Reducing carbon emissions is not easy and there are plenty of people who don’t even want to try for various reasons, generally related to their perceived economic interests and convenience. As a result, there is a great deal of interest in so-called negative emissions technologies or NETs. These are methods for removing carbon dioxide from the atmosphere. Even the UN Intergovernmental Panel on Climate Change assumes that NETs will play a role in mitigating the effects of climate change and meeting international goals.
The most widely studied approaches to negative emissions technology are bioenergy with carbon capture and storage – which entails growing crops for fuel, and then capturing and burying the CO2 produced from burning the fuel; planting more forests; and direct air capture, which involves actually pulling CO2 out of the air and storing it – probably underground.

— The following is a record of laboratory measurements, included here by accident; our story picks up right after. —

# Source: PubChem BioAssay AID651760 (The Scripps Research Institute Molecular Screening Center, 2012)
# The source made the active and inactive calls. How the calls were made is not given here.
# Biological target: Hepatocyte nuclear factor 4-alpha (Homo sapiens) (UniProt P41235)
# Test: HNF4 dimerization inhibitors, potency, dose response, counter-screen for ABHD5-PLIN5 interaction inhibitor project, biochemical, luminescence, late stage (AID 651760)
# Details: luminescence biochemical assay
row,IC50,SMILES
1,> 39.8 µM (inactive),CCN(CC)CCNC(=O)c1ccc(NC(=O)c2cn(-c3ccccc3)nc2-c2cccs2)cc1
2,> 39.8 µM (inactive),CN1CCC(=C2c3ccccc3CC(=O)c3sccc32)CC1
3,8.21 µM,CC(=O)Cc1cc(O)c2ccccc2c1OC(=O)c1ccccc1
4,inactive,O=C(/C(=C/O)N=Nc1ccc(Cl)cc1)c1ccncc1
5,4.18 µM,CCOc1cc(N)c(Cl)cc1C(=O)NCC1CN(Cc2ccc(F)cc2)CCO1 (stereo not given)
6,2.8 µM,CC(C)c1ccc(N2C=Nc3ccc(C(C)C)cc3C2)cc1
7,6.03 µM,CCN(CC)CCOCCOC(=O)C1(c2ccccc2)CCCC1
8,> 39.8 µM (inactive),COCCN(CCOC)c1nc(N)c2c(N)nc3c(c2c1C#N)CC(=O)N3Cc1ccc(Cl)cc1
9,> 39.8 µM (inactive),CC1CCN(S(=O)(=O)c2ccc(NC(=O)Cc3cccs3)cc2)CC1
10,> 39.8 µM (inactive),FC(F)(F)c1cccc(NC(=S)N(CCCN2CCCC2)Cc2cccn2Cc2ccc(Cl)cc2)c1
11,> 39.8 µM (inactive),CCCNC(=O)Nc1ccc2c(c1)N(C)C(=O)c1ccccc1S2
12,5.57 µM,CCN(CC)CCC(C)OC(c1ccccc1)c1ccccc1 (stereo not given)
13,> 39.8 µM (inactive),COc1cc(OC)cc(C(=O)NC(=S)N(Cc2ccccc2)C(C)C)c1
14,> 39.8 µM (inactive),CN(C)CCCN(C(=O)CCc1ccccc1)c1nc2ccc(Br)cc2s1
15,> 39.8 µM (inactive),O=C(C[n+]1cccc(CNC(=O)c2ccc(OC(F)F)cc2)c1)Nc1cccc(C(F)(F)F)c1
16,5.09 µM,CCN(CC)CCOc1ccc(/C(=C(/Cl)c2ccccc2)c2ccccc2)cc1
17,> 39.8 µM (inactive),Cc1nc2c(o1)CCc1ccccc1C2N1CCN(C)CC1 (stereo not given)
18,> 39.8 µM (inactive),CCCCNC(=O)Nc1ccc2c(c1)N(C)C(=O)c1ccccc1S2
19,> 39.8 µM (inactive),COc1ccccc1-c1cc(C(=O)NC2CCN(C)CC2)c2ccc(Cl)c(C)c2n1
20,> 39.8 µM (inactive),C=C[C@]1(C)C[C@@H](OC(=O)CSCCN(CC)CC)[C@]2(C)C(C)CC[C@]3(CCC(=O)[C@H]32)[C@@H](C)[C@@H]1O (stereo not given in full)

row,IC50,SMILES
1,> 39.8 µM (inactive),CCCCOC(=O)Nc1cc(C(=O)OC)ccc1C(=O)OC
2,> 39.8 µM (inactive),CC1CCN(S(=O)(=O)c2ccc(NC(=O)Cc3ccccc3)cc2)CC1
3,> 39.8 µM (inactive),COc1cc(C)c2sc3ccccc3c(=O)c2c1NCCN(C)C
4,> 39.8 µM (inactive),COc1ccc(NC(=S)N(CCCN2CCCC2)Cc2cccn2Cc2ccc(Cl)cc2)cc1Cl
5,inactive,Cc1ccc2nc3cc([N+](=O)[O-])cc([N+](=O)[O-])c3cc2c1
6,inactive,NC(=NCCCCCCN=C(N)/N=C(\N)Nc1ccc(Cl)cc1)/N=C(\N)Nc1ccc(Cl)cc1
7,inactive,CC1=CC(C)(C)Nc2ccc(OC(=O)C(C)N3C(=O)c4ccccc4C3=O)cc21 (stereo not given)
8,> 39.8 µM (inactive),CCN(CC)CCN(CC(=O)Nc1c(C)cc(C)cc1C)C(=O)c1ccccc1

A new study published in Nature Climate Change points out that none of these technologies has even been tried at the demonstration scale, much less at the massive levels required to make a dent in current CO2 emissions.
Their analysis of the biofuel and reforestation strategies show that each would take up vast land and water resources already needed for agriculture and nature. Air capture uses less water than the other two approaches, but still uses quite a bit and even more energy, which if supplied by fossil fuels, would offset the benefits of carbon capture.
Negative emissions technologies may well play an important role in combating climate change, but it is essential that we understand what the consequences will be from implementing them. We need to know the pitfalls that could arise. It would be a major mistake to simply count on NETs to be some kind of silver bullet.
Photo, posted January 11, 2008, courtesy of Al Pavangkanan via Flickr.